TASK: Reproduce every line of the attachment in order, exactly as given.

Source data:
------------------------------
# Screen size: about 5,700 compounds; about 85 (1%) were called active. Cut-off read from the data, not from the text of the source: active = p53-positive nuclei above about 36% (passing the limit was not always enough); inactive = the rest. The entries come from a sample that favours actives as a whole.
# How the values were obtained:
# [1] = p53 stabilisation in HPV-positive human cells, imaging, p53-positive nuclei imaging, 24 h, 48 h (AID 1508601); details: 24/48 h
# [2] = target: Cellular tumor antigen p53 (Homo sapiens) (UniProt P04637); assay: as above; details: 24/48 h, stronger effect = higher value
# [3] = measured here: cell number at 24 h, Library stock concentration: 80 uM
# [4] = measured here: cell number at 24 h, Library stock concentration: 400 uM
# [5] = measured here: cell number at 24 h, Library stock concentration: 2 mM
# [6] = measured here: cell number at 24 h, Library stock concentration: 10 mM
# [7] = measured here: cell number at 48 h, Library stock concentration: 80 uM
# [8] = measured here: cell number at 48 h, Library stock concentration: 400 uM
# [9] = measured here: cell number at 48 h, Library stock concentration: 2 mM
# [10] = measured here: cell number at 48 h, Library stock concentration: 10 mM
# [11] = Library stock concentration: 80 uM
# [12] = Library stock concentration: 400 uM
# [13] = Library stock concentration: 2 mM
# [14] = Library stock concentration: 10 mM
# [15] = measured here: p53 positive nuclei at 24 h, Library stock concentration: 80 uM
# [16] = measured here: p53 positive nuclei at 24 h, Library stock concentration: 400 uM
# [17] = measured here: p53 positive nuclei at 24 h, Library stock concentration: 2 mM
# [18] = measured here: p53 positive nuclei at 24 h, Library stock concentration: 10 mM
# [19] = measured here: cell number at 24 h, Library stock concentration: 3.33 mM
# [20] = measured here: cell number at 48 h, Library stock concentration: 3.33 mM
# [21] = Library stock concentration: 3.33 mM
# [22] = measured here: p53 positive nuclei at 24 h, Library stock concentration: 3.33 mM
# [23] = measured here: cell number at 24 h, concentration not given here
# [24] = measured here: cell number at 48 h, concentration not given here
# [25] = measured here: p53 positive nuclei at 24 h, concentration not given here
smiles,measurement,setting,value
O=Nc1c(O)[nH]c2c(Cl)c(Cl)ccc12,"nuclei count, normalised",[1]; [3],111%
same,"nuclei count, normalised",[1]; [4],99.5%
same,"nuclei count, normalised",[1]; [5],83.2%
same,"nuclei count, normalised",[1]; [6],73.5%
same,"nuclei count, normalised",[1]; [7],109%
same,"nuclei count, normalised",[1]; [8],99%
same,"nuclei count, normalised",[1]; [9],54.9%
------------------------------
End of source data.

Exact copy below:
# Screen size: about 5,700 compounds; about 85 (1%) were called active. Cut-off read from the data, not from the text of the source: active = p53-positive nuclei above about 36% (passing the limit was not always enough); inactive = the rest. The entries come from a sample that favours actives as a whole.
# How the values were obtained:
# [1] = p53 stabilisation in HPV-positive human cells, imaging, p53-positive nuclei imaging, 24 h, 48 h (AID 1508601); details: 24/48 h
# [2] = target: Cellular tumor antigen p53 (Homo sapiens) (UniProt P04637); assay: as above; details: 24/48 h, stronger effect = higher value
# [3] = measured here: cell number at 24 h, Library stock concentration: 80 uM
# [4] = measured here: cell number at 24 h, Library stock concentration: 400 uM
# [5] = measured here: cell number at 24 h, Library stock concentration: 2 mM
# [6] = measured here: cell number at 24 h, Library stock concentration: 10 mM
# [7] = measured here: cell number at 48 h, Library stock concentration: 80 uM
# [8] = measured here: cell number at 48 h, Library stock concentration: 400 uM
# [9] = measured here: cell number at 48 h, Library stock concentration: 2 mM
# [10] = measured here: cell number at 48 h, Library stock concentration: 10 mM
# [11] = Library stock concentration: 80 uM
# [12] = Library stock concentration: 400 uM
# [13] = Library stock concentration: 2 mM
# [14] = Library stock concentration: 10 mM
# [15] = measured here: p53 positive nuclei at 24 h, Library stock concentration: 80 uM
# [16] = measured here: p53 positive nuclei at 24 h, Library stock concentration: 400 uM
# [17] = measured here: p53 positive nuclei at 24 h, Library stock concentration: 2 mM
# [18] = measured here: p53 positive nuclei at 24 h, Library stock concentration: 10 mM
# [19] = measured here: cell number at 24 h, Library stock concentration: 3.33 mM
# [20] = measured here: cell number at 48 h, Library stock concentration: 3.33 mM
# [21] = Library stock concentration: 3.33 mM
# [22] = measured here: p53 positive nuclei at 24 h, Library stock concentration: 3.33 mM
# [23] = measured here: cell number at 24 h, concentration not given here
# [24] = measured here: cell number at 48 h, concentration not given here
# [25] = measured here: p53 positive nuclei at 24 h, concentration not given here
smiles,measurement,setting,value
O=Nc1c(O)[nH]c2c(Cl)c(Cl)ccc12,"nuclei count, normalised",[1]; [3],111%
same,"nuclei count, normalised",[1]; [4],99.5%
same,"nuclei count, normalised",[1]; [5],83.2%
same,"nuclei count, normalised",[1]; [6],73.5%
same,"nuclei count, normalised",[1]; [7],109%
same,"nuclei count, normalised",[1]; [8],99%
same,"nuclei count, normalised",[1]; [9],54.9%